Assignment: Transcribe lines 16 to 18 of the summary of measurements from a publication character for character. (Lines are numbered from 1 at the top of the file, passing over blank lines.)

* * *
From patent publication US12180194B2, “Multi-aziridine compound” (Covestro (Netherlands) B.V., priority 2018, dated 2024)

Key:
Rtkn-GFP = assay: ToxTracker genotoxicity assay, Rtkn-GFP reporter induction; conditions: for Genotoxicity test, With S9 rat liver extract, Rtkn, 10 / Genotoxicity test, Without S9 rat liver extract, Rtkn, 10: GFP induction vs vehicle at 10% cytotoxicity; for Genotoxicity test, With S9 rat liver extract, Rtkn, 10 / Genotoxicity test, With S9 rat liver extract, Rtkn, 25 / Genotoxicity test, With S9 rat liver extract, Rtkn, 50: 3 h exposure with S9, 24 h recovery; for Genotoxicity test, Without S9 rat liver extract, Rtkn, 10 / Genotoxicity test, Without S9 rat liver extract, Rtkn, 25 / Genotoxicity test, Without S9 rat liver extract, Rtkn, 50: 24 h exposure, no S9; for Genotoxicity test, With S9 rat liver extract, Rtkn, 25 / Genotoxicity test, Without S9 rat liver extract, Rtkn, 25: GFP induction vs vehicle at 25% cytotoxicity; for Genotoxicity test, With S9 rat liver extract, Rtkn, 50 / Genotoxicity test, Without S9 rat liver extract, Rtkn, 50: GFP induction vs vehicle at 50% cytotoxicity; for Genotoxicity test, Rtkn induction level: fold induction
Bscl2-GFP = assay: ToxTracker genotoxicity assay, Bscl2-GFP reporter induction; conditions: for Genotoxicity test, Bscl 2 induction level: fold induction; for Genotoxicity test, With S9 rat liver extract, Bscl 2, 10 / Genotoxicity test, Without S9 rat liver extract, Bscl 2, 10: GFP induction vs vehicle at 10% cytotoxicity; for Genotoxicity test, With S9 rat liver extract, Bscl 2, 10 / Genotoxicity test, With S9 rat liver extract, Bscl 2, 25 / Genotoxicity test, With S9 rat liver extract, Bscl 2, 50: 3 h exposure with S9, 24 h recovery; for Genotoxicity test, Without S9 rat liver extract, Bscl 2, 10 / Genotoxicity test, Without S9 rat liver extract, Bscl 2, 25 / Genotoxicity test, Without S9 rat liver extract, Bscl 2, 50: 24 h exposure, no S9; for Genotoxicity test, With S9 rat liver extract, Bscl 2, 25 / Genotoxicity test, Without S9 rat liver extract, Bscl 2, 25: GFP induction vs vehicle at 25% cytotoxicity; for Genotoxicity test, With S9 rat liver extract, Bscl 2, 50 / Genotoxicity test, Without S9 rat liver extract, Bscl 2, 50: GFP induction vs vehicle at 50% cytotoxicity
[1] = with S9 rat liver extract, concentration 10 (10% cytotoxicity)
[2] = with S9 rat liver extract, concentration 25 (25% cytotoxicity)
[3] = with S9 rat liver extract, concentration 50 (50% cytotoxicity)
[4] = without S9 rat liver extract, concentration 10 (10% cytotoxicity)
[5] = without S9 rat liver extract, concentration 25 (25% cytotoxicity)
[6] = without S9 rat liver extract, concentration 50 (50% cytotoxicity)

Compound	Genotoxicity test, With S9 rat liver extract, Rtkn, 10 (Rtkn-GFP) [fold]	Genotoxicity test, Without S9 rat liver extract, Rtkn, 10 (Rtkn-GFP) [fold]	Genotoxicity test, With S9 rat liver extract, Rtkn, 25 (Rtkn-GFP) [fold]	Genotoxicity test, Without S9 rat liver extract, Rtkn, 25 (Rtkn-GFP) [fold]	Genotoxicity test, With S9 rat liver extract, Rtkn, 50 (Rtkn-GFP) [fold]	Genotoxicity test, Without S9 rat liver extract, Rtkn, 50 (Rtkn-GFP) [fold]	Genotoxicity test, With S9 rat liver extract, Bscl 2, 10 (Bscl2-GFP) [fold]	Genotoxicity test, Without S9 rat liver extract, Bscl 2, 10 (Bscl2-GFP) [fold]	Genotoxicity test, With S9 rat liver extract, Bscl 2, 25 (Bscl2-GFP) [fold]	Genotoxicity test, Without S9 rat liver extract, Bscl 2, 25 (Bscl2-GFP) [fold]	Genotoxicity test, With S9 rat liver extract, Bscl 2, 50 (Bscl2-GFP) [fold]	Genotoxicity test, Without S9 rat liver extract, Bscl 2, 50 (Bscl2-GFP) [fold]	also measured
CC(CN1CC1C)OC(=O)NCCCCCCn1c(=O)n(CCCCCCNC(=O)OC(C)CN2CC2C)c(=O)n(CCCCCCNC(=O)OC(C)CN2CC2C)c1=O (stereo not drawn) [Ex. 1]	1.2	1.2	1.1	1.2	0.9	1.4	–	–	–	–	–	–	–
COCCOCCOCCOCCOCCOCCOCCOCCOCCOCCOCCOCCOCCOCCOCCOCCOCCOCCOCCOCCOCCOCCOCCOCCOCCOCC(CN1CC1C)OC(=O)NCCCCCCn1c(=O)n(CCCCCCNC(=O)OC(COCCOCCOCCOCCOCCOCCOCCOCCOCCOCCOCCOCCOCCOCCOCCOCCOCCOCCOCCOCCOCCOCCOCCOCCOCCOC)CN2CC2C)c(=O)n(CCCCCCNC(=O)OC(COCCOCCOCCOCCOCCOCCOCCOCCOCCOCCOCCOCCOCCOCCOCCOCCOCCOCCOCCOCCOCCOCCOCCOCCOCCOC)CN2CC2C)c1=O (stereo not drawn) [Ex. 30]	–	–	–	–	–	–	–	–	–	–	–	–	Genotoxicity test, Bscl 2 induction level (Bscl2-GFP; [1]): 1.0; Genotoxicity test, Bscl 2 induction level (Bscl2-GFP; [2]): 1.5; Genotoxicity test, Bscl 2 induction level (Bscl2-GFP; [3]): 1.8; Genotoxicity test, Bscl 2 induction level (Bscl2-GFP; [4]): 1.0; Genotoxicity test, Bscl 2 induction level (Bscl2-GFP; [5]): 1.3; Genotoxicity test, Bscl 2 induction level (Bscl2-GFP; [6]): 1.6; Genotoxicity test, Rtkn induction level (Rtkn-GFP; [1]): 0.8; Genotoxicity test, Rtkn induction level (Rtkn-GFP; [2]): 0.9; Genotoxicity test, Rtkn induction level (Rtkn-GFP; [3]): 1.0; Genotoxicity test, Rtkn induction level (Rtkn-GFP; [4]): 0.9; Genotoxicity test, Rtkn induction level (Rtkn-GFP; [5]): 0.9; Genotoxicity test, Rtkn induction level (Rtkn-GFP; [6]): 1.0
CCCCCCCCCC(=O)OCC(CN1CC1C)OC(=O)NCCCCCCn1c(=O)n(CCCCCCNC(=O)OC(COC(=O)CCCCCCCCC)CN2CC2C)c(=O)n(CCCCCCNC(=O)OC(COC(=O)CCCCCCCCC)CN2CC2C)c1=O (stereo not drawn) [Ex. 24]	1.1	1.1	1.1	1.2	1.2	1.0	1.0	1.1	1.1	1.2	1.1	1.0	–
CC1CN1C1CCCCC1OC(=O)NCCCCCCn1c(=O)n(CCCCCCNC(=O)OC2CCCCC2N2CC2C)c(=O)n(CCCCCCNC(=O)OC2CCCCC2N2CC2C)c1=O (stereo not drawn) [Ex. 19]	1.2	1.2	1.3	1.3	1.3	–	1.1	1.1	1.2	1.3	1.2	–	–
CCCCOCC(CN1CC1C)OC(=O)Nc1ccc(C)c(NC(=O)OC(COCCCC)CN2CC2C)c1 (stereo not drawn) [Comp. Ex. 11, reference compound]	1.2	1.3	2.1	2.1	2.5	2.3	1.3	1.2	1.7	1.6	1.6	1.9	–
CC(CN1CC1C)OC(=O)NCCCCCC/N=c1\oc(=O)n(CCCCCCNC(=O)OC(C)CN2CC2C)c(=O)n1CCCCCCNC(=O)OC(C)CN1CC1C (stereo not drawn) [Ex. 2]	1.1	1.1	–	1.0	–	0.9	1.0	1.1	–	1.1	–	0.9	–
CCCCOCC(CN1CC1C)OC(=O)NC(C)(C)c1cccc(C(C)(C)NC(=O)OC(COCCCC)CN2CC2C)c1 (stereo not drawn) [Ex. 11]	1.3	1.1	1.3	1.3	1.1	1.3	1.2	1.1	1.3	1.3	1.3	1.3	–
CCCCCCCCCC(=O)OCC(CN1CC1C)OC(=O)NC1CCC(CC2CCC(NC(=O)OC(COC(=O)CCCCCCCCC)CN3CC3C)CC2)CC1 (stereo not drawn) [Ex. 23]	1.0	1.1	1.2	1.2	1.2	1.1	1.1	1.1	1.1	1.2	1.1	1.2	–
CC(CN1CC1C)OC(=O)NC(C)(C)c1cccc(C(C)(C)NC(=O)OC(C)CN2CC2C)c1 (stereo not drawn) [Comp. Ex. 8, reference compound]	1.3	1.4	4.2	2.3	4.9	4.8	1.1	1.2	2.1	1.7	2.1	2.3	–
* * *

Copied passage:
CCCCOCC(CN1CC1C)OC(=O)Nc1ccc(C)c(NC(=O)OC(COCCCC)CN2CC2C)c1 (stereo not drawn) [Comp. Ex. 11, reference compound]	1.2	1.3	2.1	2.1	2.5	2.3	1.3	1.2	1.7	1.6	1.6	1.9	–
CC(CN1CC1C)OC(=O)NCCCCCC/N=c1\oc(=O)n(CCCCCCNC(=O)OC(C)CN2CC2C)c(=O)n1CCCCCCNC(=O)OC(C)CN1CC1C (stereo not drawn) [Ex. 2]	1.1	1.1	–	1.0	–	0.9	1.0	1.1	–	1.1	–	0.9	–
CCCCOCC(CN1CC1C)OC(=O)NC(C)(C)c1cccc(C(C)(C)NC(=O)OC(COCCCC)CN2CC2C)c1 (stereo not drawn) [Ex. 11]	1.3	1.1	1.3	1.3	1.1	1.3	1.2	1.1	1.3	1.3	1.3	1.3	–